"It seemed everyone around me, all my friends, were having children," Sharif Halimov recalls, "but my wife couldn't get pregnant."
Traditionally, the solution to the Tajik man's fatherhood dilemma has been a simple one -- find a new wife.
But while the truth was tough to handle -- the 36-year-old military officer admits "his masculinity was hurt" when it was first suggested that he, not his wife, was likely responsible for the couple's infertility -- Halimov is glad he listened to the doctor.
Thanks in part to medical treatment, Halimov and his wife now have plenty of mouths to feed: Nargis, their biological 1-year-old daughter; and 5-year-old Nafisa, whom the couple adopted from a Dushanbe orphanage.
"I think no one here has my patience. I went to many doctors, I tried traditional medicine, and I also prayed to god," he says.
Halimov admits that his life in the military, in which he and his family are constantly on the move, helped immensely when it came to dealing with what he describes as a "demoralizing" problem. Life on isolated military compounds -- far from the prying eyes of relatives and neighbors -- provided him and his wife the privacy they needed to buck tradition.
One in five marriages in Tajikistan is affected by infertility. But with male infertility a nearly taboo subject in its traditional society, such problems are more likely to result in a divorce initiated by the man than a medical solution.
Physician Akbarsho Ahmedov is out to change that.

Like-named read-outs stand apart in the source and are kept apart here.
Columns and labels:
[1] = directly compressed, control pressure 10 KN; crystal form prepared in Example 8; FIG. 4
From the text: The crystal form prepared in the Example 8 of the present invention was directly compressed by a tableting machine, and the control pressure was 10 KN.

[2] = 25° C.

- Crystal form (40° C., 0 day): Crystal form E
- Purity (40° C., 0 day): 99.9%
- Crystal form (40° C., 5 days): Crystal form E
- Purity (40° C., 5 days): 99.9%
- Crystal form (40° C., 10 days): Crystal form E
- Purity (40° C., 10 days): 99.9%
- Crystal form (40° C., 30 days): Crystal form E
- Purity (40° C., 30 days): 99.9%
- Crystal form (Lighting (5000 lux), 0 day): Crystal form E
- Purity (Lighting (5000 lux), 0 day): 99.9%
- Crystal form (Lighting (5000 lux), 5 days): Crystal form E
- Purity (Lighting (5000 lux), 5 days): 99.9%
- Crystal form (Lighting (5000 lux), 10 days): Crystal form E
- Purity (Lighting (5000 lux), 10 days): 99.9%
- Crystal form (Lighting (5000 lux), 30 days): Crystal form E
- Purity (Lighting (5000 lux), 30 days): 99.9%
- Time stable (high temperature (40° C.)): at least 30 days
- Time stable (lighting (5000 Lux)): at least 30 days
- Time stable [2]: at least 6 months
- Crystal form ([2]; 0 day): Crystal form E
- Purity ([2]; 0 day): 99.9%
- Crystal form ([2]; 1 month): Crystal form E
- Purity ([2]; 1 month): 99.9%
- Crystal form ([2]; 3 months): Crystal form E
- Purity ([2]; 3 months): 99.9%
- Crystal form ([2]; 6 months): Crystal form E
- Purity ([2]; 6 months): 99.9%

It Takes Two
In "The Structure and Details Of the Clinical Course Of Infertility In Tajikistan," billed as the first scientific study looking into infertility issues in the country, Dr. Ahmedov says that men are to blame nearly half the time.
"In our society, where families have multiple children, it has become a psychological trauma for men," Ahmedov says. "It's a social [stigma]. In infertile couples, men usually send their wives to doctors to seek treatment, telling them, 'It's your fault.' But in reality, in 50 percent of the cases, men are the reason behind infertility."
Low sperm count, abnormal sperm morphology, and low sperm motility are among the major infertility issues caused by male partner, Ahmedov says, noting that infections, childhood diseases, and immune-system abnormalities can also play a role.
Treating the issue as a "health problem" which, in many cases, can be cured with proper medical treatment, is key to finding solutions that could perhaps save marriages.
'Wouldn't Cross Anybody's Mind'
Ahmedov says nearly one in four of his male patients seeking treatment for infertility has at least two failed marriages behind him.
Zuhrabonu Imomova, a lion-minder at the Dushanbe Zoo, says her first marriage fell apart because she failed to get pregnant. Imomova describes the last several years of the marriage as "nightmare," because her husband and her in-laws blamed her for the childless home.
"It wouldn't even cross anybody's mind that it could be my husband fault," Imomova says. "We don't think like that."
Her husband went on to marry another woman, while Imomova -- "convinced and resigned to being infertile" -- left her native southern town of Kulob. Imomova says she remarried after 10 years, and had her first child a year later.
Imomova regrets "wasting many years" believing that only women are responsible for infertility.
The doctor, Ahmedov, says there are signs that Tajik men are becoming more open about infertility problems. The doctor says an average of about 100 male patients visit him every month.
"It is important for men to know that their visits to doctors remains secret, and we reassure them about doctor-patient confidentiality," Ahmedov says.